1. Hack Administrative Access Windows 7
The PC was designed for the user to only have standard user account privilege (near guest account) where the user only have the right to read and execute certain data and application. Unlike administrator account doesn’t have the privilege to modify the PC’s setting for example uninstalling admin’s program, editing the registry, modify the services, set the startup, etc.
Here a method is explained for a standard user or non-user at all to gain administrative access. The method uses physical means through a bootable media such as CD or USB thumb drive to gain access to administrative command line (cmd.exe here) in order to create an administrator user using the vulnerability of sticky key (sethc.exe here). The simulation here uses Virtual Machine (VM) of Windows 7 since I don't want to mess with my real Operating System (OS) (using VM is a great alternative for home experiment).
The concept is to use the vulnerability in Sethc.exe, more details can be referred to below video.
2. sethc.exe vulnerability
The goal is how to unleash command prompt at startup. Sometimes the safe mode to start command prompt is disabled so another method is needed. The method here is to use the vulnerability in sticky key, replace “sethc.exe” with “cmd.exe”. To do this anything that could have the permission to read and write data on system’s directory will do. On the field I need to execute this quickly to avoid suspicion, so I boot “FreeDOS” from USB with “NTFSParagon” in it to write “cmd.exe” on the host’s directory. I even brought my own cmd.exe because the limit of “NTFSParagon”.
An easier way is to live boot an Operating System (OS) such as Windows, Linux, and MAC. The issue is the OS commonly used by people nowadays is heavy and large for this kind of job. If there’s a lighter way, why not (booting DOS was the lightest from my experience). I found a good light boot application for diagnosing a PC called Ultimate Boot CD (UBCD). Figure 1 shows Partition Magic was included in UBCD (a light Linux based for partition). Through here I can access on “C:\Windows\System32” using the “filemanager”, copy “cmd.exe” to (replace) “sethc.exe” shown on Figure 2. Restart and boot to Windows, then click shift 5x or more. A command prompt will show up as shown in Figure 3. (You can use Rufus, Universial USB, Yumi, Unetboot, or other softwares to make a bootable USB, just choose UBCD iso). (click image to enlarge).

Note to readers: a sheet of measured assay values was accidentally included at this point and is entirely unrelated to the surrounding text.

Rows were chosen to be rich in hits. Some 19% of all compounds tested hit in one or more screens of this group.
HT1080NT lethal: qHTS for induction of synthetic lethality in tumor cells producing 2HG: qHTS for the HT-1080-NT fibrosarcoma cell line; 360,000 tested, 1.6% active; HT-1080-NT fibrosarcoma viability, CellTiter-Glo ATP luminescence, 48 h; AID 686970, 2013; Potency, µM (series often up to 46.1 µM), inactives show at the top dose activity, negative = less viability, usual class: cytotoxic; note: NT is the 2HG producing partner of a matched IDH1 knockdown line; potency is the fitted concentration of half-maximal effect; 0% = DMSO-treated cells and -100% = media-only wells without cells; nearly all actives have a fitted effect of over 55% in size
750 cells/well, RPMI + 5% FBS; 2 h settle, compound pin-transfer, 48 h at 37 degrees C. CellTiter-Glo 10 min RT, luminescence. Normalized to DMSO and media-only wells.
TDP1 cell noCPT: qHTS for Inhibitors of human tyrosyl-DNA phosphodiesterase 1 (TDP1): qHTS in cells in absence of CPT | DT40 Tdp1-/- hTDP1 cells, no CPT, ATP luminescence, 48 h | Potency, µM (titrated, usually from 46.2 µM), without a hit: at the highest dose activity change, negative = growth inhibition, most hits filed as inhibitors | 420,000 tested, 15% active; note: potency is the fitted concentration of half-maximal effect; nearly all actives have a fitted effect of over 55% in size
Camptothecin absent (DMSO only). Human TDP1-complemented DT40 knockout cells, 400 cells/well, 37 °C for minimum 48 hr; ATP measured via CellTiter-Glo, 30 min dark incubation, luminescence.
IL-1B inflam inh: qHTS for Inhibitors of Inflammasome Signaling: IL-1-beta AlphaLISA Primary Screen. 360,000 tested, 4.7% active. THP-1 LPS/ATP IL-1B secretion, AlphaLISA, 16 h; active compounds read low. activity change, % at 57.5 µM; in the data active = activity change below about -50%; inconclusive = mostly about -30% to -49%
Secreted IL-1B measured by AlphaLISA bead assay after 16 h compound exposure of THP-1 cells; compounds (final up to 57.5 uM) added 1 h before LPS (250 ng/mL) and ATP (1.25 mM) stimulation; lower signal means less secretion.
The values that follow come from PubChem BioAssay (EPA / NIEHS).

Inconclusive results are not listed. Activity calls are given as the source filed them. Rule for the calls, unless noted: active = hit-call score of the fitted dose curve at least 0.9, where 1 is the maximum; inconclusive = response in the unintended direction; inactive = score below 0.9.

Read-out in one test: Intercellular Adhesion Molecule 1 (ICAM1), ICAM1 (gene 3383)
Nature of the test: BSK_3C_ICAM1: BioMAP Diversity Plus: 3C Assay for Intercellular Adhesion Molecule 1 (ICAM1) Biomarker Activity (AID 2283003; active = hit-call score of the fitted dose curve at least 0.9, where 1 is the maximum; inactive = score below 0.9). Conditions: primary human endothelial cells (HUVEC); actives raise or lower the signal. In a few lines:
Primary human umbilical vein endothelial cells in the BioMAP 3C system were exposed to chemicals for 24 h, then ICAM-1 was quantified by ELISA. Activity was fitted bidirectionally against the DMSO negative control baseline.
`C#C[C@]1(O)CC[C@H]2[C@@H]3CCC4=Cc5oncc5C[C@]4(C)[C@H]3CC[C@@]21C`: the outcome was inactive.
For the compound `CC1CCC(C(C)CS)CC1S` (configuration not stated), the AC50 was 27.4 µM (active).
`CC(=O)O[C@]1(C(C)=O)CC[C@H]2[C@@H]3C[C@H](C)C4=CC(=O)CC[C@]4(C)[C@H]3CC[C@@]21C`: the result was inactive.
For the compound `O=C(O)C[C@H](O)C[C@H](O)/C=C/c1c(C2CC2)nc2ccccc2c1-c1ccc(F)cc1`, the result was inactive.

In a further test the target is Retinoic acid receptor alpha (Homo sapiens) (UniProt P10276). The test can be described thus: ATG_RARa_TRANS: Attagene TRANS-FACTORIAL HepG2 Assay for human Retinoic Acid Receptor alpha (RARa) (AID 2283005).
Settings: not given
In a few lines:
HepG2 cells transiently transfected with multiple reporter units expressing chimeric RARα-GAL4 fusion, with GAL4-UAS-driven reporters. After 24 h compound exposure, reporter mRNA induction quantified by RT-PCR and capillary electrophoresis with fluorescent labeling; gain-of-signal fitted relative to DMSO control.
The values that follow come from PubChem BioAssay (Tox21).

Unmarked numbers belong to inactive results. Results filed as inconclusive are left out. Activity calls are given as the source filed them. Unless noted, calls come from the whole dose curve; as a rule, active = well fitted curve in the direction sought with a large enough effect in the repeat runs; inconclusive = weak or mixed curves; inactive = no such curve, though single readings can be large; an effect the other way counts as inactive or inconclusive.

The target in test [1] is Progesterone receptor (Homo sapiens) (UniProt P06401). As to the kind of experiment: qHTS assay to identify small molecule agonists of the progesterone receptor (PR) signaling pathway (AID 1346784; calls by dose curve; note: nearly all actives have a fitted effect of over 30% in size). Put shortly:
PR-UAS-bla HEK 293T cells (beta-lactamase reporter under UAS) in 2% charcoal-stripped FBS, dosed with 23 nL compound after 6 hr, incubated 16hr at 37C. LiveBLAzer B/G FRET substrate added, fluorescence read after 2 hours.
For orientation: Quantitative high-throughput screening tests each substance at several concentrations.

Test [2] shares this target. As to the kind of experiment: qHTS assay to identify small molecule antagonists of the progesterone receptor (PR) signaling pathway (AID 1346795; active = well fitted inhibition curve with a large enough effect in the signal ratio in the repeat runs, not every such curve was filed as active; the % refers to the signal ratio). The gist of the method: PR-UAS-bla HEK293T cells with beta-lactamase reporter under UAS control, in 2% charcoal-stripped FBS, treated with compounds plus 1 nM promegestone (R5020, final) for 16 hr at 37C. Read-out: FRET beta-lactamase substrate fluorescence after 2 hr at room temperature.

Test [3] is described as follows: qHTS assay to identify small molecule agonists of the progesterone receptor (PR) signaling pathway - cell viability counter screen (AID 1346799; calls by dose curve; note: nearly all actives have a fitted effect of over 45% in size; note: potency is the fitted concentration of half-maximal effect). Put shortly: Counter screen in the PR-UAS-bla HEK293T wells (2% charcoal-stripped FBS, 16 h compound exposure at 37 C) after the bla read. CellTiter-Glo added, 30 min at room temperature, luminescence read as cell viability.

Through here a command line with administrator privilege was summoned. It’s available to create a user and promote any user up to administrator. The syntax to do so as followed:
3. USB Access Through Trend Office Scan
After gaining administrator privilege then gaining access to USB thumb drive available. It’s identified that a software name Micro Trend Office Scan is responsible for controlling the device. But one flaw is found, it takes time to load the service thus giving the user a chance to disable the service even further disable the password, lastly even uninstall.
The data was obtained by simulating the bypass of my own laptop, not even using my Windows but using a virtual machine with Windows 7 in it. Then I downloaded Micro Trend Office Scan, asked for trial for 30 days, and install in my Windows 7 virtual machine. In other words an environment similar to the host was created, not performing on the real host.
As in Figure 5, “Micro Trend Office Scan” is responsible for blocking USB Thumb Drive Access. There’s a time limit to unblock this. At the beginning after restarting the PC:
This method is one at a time use only. I meant that you have to repeat these steps again if you reboot your PC. Further action needed if you want to maintain the access which will be explained at the next section.
4. Maintaining Access
The maintaining access here means that the steps on Section 3 don’t have to be repeated the next time we boot the PC. Instead we will configure for the steps above to run at startup, to do that we need to know the command line base of the above methods. Code 1 contains a simple command to replace “sethc.exe” with “cmd.exe”. Code 2 contains commands to stop and disable Trend Micro Unauthorized Change Service, followed by editing “NoPwdProtect” key registry.
The following can be done in “computer management” to add startups: